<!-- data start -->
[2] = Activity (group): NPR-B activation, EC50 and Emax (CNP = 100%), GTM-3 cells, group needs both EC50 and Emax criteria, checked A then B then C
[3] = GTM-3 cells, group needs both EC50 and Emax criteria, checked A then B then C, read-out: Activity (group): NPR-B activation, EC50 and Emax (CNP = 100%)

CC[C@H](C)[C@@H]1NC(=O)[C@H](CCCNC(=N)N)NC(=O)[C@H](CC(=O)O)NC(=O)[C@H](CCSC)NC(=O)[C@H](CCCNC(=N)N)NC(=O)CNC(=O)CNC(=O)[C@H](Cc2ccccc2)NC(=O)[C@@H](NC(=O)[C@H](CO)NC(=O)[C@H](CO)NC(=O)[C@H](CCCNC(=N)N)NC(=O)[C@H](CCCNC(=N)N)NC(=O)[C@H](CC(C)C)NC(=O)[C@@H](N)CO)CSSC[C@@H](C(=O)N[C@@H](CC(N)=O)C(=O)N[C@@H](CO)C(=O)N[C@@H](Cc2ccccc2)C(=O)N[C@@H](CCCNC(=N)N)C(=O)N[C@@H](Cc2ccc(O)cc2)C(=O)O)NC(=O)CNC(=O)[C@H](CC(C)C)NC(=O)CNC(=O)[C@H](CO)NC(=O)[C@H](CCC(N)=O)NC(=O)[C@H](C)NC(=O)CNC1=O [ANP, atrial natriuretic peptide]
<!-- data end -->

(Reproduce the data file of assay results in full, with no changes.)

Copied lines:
[2] = Activity (group): NPR-B activation, EC50 and Emax (CNP = 100%), GTM-3 cells, group needs both EC50 and Emax criteria, checked A then B then C
[3] = GTM-3 cells, group needs both EC50 and Emax criteria, checked A then B then C, read-out: Activity (group): NPR-B activation, EC50 and Emax (CNP = 100%)

CC[C@H](C)[C@@H]1NC(=O)[C@H](CCCNC(=N)N)NC(=O)[C@H](CC(=O)O)NC(=O)[C@H](CCSC)NC(=O)[C@H](CCCNC(=N)N)NC(=O)CNC(=O)CNC(=O)[C@H](Cc2ccccc2)NC(=O)[C@@H](NC(=O)[C@H](CO)NC(=O)[C@H](CO)NC(=O)[C@H](CCCNC(=N)N)NC(=O)[C@H](CCCNC(=N)N)NC(=O)[C@H](CC(C)C)NC(=O)[C@@H](N)CO)CSSC[C@@H](C(=O)N[C@@H](CC(N)=O)C(=O)N[C@@H](CO)C(=O)N[C@@H](Cc2ccccc2)C(=O)N[C@@H](CCCNC(=N)N)C(=O)N[C@@H](Cc2ccc(O)cc2)C(=O)O)NC(=O)CNC(=O)[C@H](CC(C)C)NC(=O)CNC(=O)[C@H](CO)NC(=O)[C@H](CCC(N)=O)NC(=O)[C@H](C)NC(=O)CNC1=O [ANP, atrial natriuretic peptide]